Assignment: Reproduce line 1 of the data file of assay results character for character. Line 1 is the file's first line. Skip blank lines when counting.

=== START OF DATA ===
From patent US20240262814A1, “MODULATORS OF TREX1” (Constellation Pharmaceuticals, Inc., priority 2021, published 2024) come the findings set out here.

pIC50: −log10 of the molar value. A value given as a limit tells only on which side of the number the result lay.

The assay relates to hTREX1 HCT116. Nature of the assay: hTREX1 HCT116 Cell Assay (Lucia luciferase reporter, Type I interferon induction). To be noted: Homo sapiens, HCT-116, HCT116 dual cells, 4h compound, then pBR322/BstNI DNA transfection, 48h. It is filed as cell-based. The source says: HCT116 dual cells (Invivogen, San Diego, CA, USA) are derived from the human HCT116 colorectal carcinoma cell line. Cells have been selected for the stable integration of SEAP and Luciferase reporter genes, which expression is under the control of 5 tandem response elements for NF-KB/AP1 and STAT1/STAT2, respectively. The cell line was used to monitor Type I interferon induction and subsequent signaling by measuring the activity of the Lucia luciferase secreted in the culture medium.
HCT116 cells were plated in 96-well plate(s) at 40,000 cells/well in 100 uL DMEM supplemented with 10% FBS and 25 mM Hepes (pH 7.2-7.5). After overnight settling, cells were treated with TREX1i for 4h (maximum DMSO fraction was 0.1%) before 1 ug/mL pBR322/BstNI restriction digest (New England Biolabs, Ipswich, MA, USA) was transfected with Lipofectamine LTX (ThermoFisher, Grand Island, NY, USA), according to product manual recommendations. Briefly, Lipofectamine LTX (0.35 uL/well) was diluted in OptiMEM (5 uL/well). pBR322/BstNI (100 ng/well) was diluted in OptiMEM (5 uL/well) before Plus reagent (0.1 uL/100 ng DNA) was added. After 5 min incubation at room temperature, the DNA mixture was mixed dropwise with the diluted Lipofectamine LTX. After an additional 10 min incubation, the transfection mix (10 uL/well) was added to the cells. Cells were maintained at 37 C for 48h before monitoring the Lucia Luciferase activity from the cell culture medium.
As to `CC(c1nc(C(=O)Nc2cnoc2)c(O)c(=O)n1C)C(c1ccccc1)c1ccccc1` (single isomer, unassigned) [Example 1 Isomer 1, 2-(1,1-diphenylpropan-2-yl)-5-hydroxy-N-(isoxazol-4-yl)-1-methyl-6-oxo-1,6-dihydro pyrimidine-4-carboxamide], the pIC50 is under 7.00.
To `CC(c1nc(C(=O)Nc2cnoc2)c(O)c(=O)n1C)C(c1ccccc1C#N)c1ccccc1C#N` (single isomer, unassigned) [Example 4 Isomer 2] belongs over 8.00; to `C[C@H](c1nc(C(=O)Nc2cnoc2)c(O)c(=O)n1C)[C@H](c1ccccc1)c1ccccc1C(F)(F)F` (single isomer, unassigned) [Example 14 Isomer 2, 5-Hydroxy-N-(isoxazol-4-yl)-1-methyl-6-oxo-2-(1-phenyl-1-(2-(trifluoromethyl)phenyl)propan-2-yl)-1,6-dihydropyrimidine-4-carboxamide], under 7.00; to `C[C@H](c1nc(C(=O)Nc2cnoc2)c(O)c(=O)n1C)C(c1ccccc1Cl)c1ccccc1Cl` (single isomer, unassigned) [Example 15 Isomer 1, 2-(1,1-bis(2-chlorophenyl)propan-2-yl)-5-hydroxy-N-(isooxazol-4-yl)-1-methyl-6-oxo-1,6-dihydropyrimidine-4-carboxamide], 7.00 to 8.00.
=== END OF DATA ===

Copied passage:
From patent US20240262814A1, “MODULATORS OF TREX1” (Constellation Pharmaceuticals, Inc., priority 2021, published 2024) come the findings set out here.